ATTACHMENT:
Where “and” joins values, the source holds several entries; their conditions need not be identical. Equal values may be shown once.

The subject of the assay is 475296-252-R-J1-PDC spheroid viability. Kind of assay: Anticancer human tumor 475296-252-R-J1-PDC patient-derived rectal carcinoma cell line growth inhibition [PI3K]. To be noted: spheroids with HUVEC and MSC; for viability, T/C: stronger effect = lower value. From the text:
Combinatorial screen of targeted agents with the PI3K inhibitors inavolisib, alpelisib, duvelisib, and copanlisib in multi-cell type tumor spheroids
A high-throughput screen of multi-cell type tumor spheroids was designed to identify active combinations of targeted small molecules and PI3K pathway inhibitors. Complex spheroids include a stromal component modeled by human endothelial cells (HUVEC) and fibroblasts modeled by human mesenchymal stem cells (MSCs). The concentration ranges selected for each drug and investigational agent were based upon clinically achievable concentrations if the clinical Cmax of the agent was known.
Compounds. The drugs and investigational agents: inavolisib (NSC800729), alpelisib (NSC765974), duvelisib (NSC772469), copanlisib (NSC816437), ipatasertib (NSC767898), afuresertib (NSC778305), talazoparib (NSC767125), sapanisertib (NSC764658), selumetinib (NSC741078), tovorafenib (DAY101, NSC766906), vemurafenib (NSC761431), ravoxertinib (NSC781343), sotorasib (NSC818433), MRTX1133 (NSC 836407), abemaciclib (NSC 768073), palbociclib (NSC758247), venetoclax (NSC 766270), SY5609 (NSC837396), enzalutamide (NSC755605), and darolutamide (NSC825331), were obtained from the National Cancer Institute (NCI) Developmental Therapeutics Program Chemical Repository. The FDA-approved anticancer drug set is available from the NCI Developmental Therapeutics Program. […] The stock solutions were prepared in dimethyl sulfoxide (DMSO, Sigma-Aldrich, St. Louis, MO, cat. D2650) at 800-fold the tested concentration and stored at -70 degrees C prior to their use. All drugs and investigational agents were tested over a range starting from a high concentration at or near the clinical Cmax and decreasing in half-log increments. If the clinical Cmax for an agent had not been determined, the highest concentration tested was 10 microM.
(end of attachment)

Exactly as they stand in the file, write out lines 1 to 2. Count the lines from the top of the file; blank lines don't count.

Where “and” joins values, the source holds several entries; their conditions need not be identical. Equal values may be shown once.

The subject of the assay is 475296-252-R-J1-PDC spheroid viability. Kind of assay: Anticancer human tumor 475296-252-R-J1-PDC patient-derived rectal carcinoma cell line growth inhibition [PI3K]. To be noted: spheroids with HUVEC and MSC; for viability, T/C: stronger effect = lower value. From the text: